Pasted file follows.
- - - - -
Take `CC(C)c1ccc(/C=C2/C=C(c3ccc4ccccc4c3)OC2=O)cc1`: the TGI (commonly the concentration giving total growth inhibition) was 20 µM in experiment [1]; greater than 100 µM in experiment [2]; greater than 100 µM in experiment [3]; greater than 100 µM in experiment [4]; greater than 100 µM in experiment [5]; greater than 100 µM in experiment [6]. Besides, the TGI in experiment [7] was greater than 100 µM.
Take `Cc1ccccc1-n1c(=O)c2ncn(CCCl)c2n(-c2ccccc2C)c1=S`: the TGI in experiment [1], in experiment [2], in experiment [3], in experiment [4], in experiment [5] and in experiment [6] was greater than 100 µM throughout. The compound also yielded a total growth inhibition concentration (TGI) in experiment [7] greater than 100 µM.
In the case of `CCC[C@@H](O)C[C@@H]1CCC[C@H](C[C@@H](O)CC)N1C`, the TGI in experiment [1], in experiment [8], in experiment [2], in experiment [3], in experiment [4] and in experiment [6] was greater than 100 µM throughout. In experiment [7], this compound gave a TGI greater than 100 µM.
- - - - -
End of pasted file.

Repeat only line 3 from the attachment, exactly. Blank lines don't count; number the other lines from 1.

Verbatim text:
In the case of `CCC[C@@H](O)C[C@@H]1CCC[C@H](C[C@@H](O)CC)N1C`, the TGI in experiment [1], in experiment [8], in experiment [2], in experiment [3], in experiment [4] and in experiment [6] was greater than 100 µM throughout. In experiment [7], this compound gave a TGI greater than 100 µM.